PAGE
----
OGDEN -- Layton resident Jackson Carter will have a lot of friends and supporters standing behind him when he makes his premiere on "The Biggest Loser."
Fortunately, they won't be standing with him on the scale on the weight-loss show's California set.
No, the viewing parties will be held locally and will be open to the general public.
* Sunday night's gathering will be at the Marriott-Slaterville City Hall, 1570 W. 400 North. The show airs from 8 p.m. to 10 p.m.
* Monday night's viewing party will be in the Wildcat Theater, Shepherd Union Building, Weber State University, 3848 Harrison Blvd. The show runs from 7 p.m. to 9 p.m.
For those who prefer to view at home, look for "The Biggest Loser" on KSL Channel 5.
The viewing parties are sponsored by Ogden's OUTreach Resource Center, which provides support to lesbian, gay, bisexual and transgender youths, and their friends, families and allies.
Carter, 21 and a Weber State theater education student, has been a volunteer at OUTreach and is proud to call himself the first openly gay contestant on "The Biggest Loser."
"Jackson thinks it's a very positive thing," said Marian Edmonds, OUTreach executive director. "He came home over the holidays, and someone here asked him how it feels to be out and gay on the show. We won't really know until we see the show, but he feels like he will be presented in a positive way as a gay person. He feels very supported."
Network restrictions prevent Edmonds or any of Carter's family members from discussing how long he stays on the show without being eliminated, but since taping started in September and Carter returned to The Biggest Loser Ranch after the holidays, it's pretty clear he isn't a one-episode wonder.
"He looks fabulous," Edmonds said. "He looks radiant. He feels really good, and he's really into exercising and enjoying it as much as he can. It's not his favorite thing in the world, but he looks like he is loving what he is doing."
Edmonds said Carter was bullied about his sexual orientation and his weight as a teen. The pressures of being a new university student and of putting in significant volunteer time at OUTreach, as well as serving on the OUTreach Board of Directors, left Carter less time to exercise and plan healthful meals.
"I remember the day he went to the casting call in Salt Lake," Edmonds said. "He had started to feel more self-conscious about his weight, which was 328 pounds, and he kind of went in on a lark with a group of friends. He told me, 'This is fun and exciting, but it will never happen.'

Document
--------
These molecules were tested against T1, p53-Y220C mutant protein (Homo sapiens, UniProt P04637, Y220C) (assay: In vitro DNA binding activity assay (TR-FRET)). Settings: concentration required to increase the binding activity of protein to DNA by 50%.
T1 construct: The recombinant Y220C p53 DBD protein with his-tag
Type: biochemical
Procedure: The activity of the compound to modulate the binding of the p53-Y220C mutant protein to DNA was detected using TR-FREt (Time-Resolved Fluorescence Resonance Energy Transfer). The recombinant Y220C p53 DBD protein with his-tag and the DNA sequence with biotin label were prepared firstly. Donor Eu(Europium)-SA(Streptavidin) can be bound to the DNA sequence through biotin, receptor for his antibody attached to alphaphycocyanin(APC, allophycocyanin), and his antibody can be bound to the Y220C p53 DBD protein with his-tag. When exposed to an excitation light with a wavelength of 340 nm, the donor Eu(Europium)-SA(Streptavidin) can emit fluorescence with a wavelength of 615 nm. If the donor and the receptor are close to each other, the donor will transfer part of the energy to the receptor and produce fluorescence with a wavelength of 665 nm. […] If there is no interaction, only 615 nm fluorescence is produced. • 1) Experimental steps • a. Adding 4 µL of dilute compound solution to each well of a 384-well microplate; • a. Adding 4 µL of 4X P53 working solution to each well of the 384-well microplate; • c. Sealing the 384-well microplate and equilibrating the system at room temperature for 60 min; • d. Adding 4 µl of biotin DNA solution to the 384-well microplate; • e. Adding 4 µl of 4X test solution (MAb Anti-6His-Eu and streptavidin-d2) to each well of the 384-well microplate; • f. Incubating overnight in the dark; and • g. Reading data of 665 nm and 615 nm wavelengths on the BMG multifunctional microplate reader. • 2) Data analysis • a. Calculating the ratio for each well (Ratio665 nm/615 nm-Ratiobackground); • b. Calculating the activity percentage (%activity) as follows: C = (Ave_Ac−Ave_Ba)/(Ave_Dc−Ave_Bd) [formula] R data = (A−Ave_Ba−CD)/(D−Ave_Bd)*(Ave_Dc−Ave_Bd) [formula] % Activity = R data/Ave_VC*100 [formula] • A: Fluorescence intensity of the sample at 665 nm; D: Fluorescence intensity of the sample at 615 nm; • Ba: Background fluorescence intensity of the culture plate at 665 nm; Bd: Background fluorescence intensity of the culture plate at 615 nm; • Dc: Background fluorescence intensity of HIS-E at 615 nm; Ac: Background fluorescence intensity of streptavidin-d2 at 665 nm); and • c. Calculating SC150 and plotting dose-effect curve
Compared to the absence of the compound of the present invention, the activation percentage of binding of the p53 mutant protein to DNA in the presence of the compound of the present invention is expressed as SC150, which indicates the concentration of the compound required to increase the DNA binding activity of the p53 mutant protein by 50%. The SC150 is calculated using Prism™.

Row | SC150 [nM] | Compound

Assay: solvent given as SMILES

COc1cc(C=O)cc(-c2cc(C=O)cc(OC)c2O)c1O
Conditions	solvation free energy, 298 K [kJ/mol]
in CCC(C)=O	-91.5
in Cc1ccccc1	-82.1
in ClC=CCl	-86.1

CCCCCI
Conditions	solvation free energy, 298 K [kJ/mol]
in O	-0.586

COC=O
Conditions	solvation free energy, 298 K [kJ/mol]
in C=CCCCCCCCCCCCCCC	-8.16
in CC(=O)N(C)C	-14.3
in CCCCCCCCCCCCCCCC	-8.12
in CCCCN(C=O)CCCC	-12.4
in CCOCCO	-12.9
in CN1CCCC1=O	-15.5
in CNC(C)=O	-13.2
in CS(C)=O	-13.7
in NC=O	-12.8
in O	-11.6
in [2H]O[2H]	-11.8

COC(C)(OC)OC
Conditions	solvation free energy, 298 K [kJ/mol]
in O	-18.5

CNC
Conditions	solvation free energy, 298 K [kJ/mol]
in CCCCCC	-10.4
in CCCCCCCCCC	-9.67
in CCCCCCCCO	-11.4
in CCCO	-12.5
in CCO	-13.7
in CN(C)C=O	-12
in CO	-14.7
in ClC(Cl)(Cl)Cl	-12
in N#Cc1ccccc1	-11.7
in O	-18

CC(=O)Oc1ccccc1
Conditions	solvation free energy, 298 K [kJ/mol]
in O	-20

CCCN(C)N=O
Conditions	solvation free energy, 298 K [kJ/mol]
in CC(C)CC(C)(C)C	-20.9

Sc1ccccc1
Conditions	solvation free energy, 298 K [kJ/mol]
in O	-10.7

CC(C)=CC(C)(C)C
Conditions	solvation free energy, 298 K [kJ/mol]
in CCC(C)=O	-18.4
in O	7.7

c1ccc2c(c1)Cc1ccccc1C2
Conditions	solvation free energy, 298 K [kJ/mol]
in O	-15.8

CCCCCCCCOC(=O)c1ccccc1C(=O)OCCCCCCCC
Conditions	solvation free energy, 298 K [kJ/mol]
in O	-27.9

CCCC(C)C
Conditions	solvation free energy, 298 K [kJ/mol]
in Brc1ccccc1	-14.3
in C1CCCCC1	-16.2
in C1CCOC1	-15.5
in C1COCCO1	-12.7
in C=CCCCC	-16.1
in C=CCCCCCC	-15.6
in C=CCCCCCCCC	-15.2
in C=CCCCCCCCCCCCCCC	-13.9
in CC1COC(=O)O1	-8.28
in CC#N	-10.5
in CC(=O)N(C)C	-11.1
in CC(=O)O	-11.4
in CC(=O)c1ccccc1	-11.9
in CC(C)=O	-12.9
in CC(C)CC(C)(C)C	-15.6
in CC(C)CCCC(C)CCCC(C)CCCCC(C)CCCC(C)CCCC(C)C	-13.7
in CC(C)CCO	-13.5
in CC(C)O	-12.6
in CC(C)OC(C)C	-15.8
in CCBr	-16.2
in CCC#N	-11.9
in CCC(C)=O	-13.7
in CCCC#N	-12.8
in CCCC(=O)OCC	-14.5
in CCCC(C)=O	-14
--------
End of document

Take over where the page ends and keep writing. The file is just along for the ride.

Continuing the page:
"He decided to go shopping to get something kind of special to wear, and he saw a pink jacket and thought it was really fun. He told me he thought, 'I am gay, and if I wear pink, I own being gay. I am an out and proud gay man making a conscious choice.' "
Nationwide, more than 300,000 people auditioned for the show, which begins its 14th season this weekend.
Edmonds said, Carter and several friends got called back after the Utah casting call, but the calls kept coming for Carter.
Carter realized he might have the gig when producers flew him to Southern California for a final audition and extensive medical tests.
"They wanted to make sure he could do those incredible six-hour workouts they do," Edmonds said. "He said he was getting more and more excited, but he also told me about how physically hard the routines were."
Edmonds said the show came to tape footage of Carter at OUTreach, with him standing in front of a rainbow flag. She has remained in touch with producers through email, she said.
Carter has discovered a few minor medical problems, including exercised-induced asthma and a digestive condition that makes him vomit during intense gym sessions, Edmonds said.
"But the kind of person he is, he keeps going anyway."
Edmonds said Carter has earned the respect of the show's producers and crew.
"Talking with 'The Biggest Loser' people, they all love him, too," she said. "He's just such a really nice person. He stands out that way. He's the heart and soul of OUTreach, and he's just a genuinely nice guy."
Carter does have one serious regret, that he will miss the viewing parties held on his behalf.
"I told him we would sign cards for him and take pictures," Edmonds said. "We'll send them to him, and he will be able to see the support for him and what he is doing for himself and for the community."